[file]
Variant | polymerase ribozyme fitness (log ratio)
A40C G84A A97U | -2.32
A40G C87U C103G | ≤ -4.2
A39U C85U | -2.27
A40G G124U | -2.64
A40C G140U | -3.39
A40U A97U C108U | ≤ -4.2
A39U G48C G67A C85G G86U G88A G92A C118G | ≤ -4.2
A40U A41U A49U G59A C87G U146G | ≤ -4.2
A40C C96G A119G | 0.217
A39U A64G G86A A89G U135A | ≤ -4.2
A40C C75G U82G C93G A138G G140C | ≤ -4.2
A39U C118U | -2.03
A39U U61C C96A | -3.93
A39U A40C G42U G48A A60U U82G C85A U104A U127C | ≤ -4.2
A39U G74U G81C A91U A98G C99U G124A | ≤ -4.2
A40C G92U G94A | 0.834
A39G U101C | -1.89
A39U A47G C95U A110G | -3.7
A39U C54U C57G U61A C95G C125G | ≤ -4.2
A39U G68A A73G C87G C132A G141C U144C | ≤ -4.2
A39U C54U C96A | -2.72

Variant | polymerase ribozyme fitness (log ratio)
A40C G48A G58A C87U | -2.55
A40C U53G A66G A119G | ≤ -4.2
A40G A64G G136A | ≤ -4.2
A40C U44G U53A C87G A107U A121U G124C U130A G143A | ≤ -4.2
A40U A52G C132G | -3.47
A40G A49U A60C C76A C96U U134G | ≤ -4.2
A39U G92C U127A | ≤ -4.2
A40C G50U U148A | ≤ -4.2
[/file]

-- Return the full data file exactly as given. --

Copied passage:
Variant | polymerase ribozyme fitness (log ratio)
A40C G84A A97U | -2.32
A40G C87U C103G | ≤ -4.2
A39U C85U | -2.27
A40G G124U | -2.64
A40C G140U | -3.39
A40U A97U C108U | ≤ -4.2
A39U G48C G67A C85G G86U G88A G92A C118G | ≤ -4.2
A40U A41U A49U G59A C87G U146G | ≤ -4.2
A40C C96G A119G | 0.217
A39U A64G G86A A89G U135A | ≤ -4.2
A40C C75G U82G C93G A138G G140C | ≤ -4.2
A39U C118U | -2.03
A39U U61C C96A | -3.93
A39U A40C G42U G48A A60U U82G C85A U104A U127C | ≤ -4.2
A39U G74U G81C A91U A98G C99U G124A | ≤ -4.2
A40C G92U G94A | 0.834
A39G U101C | -1.89
A39U A47G C95U A110G | -3.7
A39U C54U C57G U61A C95G C125G | ≤ -4.2
A39U G68A A73G C87G C132A G141C U144C | ≤ -4.2
A39U C54U C96A | -2.72

Variant | polymerase ribozyme fitness (log ratio)
A40C G48A G58A C87U | -2.55
A40C U53G A66G A119G | ≤ -4.2
A40G A64G G136A | ≤ -4.2
A40C U44G U53A C87G A107U A121U G124C U130A G143A | ≤ -4.2
A40U A52G C132G | -3.47
A40G A49U A60C C76A C96U U134G | ≤ -4.2
A39U G92C U127A | ≤ -4.2
A40C G50U U148A | ≤ -4.2